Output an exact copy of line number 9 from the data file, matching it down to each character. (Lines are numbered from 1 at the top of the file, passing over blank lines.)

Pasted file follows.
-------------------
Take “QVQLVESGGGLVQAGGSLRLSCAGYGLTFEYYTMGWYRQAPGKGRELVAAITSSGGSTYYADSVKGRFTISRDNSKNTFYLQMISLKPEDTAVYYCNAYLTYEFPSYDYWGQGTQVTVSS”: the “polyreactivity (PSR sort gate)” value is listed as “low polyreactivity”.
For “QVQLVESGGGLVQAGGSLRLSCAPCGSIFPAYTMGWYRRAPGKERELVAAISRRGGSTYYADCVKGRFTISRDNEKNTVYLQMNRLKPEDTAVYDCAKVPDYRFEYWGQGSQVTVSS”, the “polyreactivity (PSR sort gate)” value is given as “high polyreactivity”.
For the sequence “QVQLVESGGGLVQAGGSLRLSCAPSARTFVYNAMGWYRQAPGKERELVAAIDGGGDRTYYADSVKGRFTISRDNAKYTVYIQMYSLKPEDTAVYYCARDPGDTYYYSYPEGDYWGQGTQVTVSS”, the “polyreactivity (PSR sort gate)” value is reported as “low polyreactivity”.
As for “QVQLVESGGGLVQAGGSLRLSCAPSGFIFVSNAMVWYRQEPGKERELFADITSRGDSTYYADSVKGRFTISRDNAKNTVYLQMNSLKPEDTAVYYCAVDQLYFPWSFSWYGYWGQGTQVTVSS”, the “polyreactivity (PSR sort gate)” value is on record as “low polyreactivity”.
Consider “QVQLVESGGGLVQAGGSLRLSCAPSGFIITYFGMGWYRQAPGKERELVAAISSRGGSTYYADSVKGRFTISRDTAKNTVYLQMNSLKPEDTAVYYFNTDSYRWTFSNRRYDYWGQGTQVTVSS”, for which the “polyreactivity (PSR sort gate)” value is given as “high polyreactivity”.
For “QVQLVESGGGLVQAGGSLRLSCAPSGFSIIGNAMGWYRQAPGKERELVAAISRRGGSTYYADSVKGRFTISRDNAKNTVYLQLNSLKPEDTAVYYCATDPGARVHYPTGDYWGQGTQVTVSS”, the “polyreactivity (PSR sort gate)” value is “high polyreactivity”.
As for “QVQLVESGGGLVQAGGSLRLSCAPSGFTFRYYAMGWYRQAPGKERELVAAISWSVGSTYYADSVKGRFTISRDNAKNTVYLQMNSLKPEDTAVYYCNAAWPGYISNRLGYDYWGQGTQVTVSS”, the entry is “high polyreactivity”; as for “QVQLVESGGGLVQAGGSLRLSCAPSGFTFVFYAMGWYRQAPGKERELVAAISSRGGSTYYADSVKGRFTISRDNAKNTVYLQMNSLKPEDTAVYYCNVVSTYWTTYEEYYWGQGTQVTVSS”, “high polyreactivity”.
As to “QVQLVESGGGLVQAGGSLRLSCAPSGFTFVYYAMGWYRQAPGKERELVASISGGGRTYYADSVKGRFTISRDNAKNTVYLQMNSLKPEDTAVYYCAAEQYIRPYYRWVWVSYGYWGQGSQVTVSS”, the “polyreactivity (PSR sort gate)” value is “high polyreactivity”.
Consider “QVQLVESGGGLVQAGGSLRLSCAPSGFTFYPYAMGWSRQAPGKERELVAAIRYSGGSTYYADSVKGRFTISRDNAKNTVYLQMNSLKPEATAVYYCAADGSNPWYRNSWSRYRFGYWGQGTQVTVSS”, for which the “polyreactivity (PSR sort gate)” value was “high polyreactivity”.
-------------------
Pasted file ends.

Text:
Consider “QVQLVESGGGLVQAGGSLRLSCAPSGFTFYPYAMGWSRQAPGKERELVAAIRYSGGSTYYADSVKGRFTISRDNAKNTVYLQMNSLKPEATAVYYCAADGSNPWYRNSWSRYRFGYWGQGTQVTVSS”, for which the “polyreactivity (PSR sort gate)” value was “high polyreactivity”.